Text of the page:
I never could predict what might happen in Mr. O’Neil’s art
classes; I just knew I couldn’t wait for the next assignment. Back then I didn’t realize all the ways this
dynamic educator, a rare man of color leading our diverse classroom of second
graders, was serving as a pioneer and role model for me and my peers in John
Barry Elementary School. But I’ll never
forget how his teaching made me feel. As
a second grader, I remember looking up — watching him encourage, challenge and
guide us – and thinking: “I want to be like him.”
In the years since embracing that calling and starting my career
as a classroom teacher, I’ve kept that sense of purpose and wonder. And my goal in all the administrative roles I’ve
held is to facilitate great teaching and learning: to support and expand the
transformative impact that skilled, caring classroom teachers have for
students, schools, and communities.
Every day America’s teachers change lives, and every day those lives change the world.
Now, this truth can seem to recede as you rush to keep up
with the day’s intense pace, and your students’ needs and opportunities. Yet, from
the first bell on the first day of the school year, you build a relationship
with each of them. You learn their strengths and struggles, laugh with them,
cry with them, worry over them, cheer for them – and at the end of the school
year, help them transition to their next grade level adventure. You know all
those experiences – both the academic and life lessons – have changed both you
and them for the better. You empower
them to grow in skill and character — expand their understanding of the world
and how to shape it — explore their interests and decide where to make their
Teaching is not a job anyone just falls into. It is mastery of a craft: in fact, the craft that enables all the others. In my experience, great teachers are also quintessential lifelong learners. You use your command of learning science, your insights into your students’ unique needs and aptitudes, as well as the lessons of the past, the realities of the present and the inspiration, innovation and ingenuity of the future to help each new generation become leaders for today and tomorrow. Throughout the year you support your fellow educators, add to your tools through professional development, provide feedback on assignments, sponsor sports, service learning, clubs and other extracurricular activities, collaborate with parents –in addition to everything you pour into your students during class.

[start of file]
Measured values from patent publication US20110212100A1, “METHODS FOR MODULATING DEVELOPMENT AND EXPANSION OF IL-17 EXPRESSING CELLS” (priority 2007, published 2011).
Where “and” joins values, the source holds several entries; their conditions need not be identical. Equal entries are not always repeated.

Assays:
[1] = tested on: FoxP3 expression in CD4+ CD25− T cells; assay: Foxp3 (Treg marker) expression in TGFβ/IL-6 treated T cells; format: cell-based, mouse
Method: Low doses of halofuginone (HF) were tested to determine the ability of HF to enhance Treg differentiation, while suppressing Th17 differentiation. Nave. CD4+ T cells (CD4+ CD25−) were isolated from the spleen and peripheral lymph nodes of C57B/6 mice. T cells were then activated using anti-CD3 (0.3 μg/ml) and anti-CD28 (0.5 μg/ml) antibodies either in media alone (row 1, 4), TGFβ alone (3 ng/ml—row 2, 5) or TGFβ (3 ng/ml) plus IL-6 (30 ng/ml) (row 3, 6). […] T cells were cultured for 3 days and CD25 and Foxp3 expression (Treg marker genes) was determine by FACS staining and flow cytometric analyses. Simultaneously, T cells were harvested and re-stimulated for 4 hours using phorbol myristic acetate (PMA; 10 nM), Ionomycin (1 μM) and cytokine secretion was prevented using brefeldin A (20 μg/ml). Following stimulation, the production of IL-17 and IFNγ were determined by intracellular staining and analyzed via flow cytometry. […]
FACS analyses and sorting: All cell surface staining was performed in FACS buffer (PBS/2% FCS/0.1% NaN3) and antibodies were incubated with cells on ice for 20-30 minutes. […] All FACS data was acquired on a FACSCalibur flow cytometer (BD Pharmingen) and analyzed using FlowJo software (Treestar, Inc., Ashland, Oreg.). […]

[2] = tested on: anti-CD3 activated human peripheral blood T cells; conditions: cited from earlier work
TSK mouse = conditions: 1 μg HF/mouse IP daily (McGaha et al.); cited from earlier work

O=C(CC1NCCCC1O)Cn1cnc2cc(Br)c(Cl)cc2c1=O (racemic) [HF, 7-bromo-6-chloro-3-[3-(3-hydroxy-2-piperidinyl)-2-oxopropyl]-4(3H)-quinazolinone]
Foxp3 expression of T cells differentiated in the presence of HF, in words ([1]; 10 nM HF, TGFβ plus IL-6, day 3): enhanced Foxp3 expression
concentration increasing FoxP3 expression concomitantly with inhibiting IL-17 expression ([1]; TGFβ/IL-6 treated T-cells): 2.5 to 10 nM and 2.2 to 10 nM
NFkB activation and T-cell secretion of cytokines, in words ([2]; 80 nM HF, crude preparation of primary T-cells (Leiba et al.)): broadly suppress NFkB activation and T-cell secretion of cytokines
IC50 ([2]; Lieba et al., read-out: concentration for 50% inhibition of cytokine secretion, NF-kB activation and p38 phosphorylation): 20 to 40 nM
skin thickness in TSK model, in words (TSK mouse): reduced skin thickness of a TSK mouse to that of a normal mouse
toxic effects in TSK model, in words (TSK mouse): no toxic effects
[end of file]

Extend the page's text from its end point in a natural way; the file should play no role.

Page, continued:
Even in this unprecedented year, you rallied, finding new
ways to engage with students. In the face of tragedy, you learned new
technologies and built virtual classroom communities, all while caring for
yourselves and your own families. As we
heal, recover, and rebuild, this pandemic presents a chance to forge
opportunity from crisis and reimagine education on every level. We will use
this time to address inequities in our education system, and your contributions
will be invaluable. The work won’t be
easy, but the impact of your success will be profound, for students and communities.
I urge state, local, and elected officials to make sure classroom teachers have
a voice in your plans and efforts to reimagine education; second to parents,
they know our students best.
I look forward to learning and listening from you in the days ahead. And, from all of us at the Department of Education: Happy Teacher Appreciation Week. There’s a reason teachers like Mr. O’Neil – and all of you – are memorable. There’s a reason students in America’s classrooms watch you share your curiosity, energy and passion for ideas and think, “I want to be like them.”
You are embodiments of possibility, champions of your students’ potential and stewards of their success.
Dr. Miguel A. Cardona, U.S. Secretary of Education.